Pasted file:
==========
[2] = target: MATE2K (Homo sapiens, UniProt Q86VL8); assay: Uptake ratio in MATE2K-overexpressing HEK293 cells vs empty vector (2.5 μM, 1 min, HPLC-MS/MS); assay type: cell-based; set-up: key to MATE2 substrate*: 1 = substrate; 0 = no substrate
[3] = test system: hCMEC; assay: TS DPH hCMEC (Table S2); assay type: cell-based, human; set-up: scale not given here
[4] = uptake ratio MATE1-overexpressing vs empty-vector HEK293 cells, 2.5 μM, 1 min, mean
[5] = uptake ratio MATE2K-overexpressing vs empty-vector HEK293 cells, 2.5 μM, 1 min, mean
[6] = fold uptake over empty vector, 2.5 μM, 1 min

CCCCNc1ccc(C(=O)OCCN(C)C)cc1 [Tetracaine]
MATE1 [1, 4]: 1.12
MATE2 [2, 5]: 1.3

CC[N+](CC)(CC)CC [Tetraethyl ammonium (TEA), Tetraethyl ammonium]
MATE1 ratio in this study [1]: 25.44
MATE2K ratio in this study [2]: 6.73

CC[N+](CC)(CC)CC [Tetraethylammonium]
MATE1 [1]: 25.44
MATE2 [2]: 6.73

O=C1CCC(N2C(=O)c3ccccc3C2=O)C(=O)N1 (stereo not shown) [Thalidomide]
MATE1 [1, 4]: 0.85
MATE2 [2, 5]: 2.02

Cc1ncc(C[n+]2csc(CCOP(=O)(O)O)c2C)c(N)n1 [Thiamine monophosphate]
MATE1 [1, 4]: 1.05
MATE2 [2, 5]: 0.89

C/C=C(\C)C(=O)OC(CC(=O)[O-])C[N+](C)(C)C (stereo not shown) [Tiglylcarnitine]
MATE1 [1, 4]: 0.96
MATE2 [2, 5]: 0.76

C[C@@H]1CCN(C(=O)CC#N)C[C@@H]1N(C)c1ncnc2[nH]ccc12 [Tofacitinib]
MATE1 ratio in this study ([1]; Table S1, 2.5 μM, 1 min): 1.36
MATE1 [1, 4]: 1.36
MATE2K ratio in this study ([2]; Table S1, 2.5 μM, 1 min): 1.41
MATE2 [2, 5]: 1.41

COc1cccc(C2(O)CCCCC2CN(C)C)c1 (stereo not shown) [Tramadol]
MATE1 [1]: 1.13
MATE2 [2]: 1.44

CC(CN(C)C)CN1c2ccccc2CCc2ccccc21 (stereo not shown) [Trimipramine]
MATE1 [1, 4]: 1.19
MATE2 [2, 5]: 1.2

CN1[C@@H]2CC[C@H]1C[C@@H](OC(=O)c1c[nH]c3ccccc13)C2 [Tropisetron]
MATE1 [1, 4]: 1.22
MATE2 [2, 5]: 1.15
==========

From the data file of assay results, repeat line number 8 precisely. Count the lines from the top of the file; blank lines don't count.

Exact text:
MATE2 [2, 5]: 1.3